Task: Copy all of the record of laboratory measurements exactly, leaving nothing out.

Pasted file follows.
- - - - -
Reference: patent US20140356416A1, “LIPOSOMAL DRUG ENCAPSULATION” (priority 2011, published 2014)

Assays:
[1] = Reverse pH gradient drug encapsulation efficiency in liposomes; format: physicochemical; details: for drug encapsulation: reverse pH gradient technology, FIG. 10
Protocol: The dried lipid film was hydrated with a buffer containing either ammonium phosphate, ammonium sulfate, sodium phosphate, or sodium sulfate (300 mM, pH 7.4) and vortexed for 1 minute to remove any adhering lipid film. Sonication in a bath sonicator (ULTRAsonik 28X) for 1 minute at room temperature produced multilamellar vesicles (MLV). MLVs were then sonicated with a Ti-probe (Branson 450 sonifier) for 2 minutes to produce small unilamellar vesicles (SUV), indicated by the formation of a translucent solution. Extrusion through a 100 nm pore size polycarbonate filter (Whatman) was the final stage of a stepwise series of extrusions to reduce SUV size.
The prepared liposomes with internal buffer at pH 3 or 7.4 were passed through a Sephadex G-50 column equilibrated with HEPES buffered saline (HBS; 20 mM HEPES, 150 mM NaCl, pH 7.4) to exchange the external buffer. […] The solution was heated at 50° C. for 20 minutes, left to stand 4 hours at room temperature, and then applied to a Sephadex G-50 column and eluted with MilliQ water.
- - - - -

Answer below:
Reference: patent US20140356416A1, “LIPOSOMAL DRUG ENCAPSULATION” (priority 2011, published 2014)

Assays:
[1] = Reverse pH gradient drug encapsulation efficiency in liposomes; format: physicochemical; details: for drug encapsulation: reverse pH gradient technology, FIG. 10
Protocol: The dried lipid film was hydrated with a buffer containing either ammonium phosphate, ammonium sulfate, sodium phosphate, or sodium sulfate (300 mM, pH 7.4) and vortexed for 1 minute to remove any adhering lipid film. Sonication in a bath sonicator (ULTRAsonik 28X) for 1 minute at room temperature produced multilamellar vesicles (MLV). MLVs were then sonicated with a Ti-probe (Branson 450 sonifier) for 2 minutes to produce small unilamellar vesicles (SUV), indicated by the formation of a translucent solution. Extrusion through a 100 nm pore size polycarbonate filter (Whatman) was the final stage of a stepwise series of extrusions to reduce SUV size.
The prepared liposomes with internal buffer at pH 3 or 7.4 were passed through a Sephadex G-50 column equilibrated with HEPES buffered saline (HBS; 20 mM HEPES, 150 mM NaCl, pH 7.4) to exchange the external buffer. […] The solution was heated at 50° C. for 20 minutes, left to stand 4 hours at room temperature, and then applied to a Sephadex G-50 column and eluted with MilliQ water.